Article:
Places of Memory
There are two Walter Benjamin Routes in Portbou, clearly marked with information panels.
- The Town Route takes in the places where the thinker spent his last hours (the international train station, where he presented himself to the police, and the Hostal França, where he died) and the town cemetery, with the grave in which his remains lay for five years before they were transferred to the common burial ground and the memorial that the sculptor Dani Karavan has created in his memory.
- The Cross-border Route from Banyuls in France to Portbou over Querroig and down into the valley of Portbou follows for 95% of the way the track from France into Spain that Benjamin took to escape persecution as a Jew. The French section was opened in 2007. The precise course of the Catalan route taken by Benjamin’s party, led by Lisa Fittko, was lost for years because the track had disappeared, until the discovery of an old map in Portbou Town Hall in 2008 made it possible to retrace it. The route, which was marked out and opened in its entirety in the summer of 2009, is about 7 km long and can be walked in 5 hours. Guides are available to accompany groups or individuals on the cross-border trek.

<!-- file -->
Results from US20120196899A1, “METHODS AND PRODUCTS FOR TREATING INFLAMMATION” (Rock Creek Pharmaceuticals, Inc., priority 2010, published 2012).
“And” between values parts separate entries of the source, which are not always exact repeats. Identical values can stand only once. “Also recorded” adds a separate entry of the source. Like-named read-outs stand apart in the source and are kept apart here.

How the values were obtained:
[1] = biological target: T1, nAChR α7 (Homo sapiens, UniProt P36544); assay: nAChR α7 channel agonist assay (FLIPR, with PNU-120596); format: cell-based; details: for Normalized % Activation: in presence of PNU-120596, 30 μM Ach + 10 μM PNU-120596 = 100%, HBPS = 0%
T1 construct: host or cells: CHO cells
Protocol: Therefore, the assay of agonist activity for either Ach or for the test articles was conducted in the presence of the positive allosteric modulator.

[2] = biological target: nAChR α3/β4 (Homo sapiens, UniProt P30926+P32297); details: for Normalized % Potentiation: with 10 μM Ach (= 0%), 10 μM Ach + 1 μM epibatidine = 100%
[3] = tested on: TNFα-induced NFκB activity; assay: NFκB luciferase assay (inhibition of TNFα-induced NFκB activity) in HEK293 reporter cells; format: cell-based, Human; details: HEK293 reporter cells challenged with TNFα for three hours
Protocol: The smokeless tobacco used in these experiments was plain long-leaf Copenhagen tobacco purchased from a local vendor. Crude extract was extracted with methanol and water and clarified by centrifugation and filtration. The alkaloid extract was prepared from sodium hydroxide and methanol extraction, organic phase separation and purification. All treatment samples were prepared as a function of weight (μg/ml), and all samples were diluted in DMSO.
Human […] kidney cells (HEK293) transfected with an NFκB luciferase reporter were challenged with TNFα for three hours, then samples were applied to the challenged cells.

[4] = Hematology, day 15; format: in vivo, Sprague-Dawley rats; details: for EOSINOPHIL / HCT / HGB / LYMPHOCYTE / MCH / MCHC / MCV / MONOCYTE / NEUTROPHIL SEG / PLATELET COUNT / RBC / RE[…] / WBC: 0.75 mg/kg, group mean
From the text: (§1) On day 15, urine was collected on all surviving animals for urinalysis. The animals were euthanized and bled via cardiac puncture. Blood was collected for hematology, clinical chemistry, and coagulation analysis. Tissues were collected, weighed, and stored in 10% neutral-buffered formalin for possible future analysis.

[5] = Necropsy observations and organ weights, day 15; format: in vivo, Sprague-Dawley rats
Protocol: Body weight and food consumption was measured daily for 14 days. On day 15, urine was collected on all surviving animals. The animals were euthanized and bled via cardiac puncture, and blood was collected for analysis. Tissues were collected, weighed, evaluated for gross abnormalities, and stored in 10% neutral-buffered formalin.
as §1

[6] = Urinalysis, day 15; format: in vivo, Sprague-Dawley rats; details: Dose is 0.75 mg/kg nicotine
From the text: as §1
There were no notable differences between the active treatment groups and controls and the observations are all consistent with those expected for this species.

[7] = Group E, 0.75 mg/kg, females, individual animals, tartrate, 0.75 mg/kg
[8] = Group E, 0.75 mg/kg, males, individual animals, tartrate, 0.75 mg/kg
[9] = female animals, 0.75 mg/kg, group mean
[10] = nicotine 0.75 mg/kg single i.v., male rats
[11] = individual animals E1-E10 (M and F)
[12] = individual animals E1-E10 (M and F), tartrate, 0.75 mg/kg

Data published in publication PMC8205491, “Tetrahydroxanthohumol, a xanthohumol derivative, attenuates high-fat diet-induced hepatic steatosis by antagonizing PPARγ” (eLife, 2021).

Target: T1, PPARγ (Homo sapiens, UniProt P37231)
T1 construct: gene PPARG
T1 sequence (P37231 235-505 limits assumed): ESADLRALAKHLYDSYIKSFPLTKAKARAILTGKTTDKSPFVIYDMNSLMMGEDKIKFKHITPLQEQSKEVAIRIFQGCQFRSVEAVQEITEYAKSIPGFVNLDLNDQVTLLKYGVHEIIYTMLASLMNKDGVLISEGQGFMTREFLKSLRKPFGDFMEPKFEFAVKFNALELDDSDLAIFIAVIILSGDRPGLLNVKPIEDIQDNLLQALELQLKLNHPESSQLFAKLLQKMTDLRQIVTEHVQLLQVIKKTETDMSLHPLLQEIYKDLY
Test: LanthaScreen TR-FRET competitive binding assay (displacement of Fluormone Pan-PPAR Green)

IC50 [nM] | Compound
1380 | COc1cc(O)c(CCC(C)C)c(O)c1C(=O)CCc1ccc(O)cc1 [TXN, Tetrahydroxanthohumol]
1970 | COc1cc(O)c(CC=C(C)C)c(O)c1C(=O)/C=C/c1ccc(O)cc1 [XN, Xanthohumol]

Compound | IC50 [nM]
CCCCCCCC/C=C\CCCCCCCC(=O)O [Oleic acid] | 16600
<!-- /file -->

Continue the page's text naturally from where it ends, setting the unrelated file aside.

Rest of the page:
Description of the Route:
Also known as the Lister Route, after General Enrique Lister, who led the 1lth Division of the Republican army over the border into France, this old smugglers’ trail can be walked in either direction, but to be true to the path that Walter Benjamin took we must go from north to south. Starting in the southern outskirts of Banyuls we pass a residential estate and the Puig del Mas, then an area of vines, terraced with drystone walls, and a gentle climb brings us to Mas Guillaume and the Coll del Bast pass. Benjamin spent the night here, on this bare plateau. On the highest point of the ridge we can see the mediaeval tower of Querroig. After Coll del Bast the path become steeper and, leaving the vineyards, leads through a wood of holm-oaks in the shadiest and most secluded part of the mountain of Querroig. We pass a pylon; the dried-up Font de Bana spring is close by. Climbing up this steep and stony terrain we come to the Coll de Rumpissa (or Rumpisó): at 583 metres, the highest point on the route. From here we can see the bay of Portbou and we begin our descent to the seasonal water course in the bottom of the valley and then on to the town of Portbou. The route, with information panels at various points, is marked in yellow.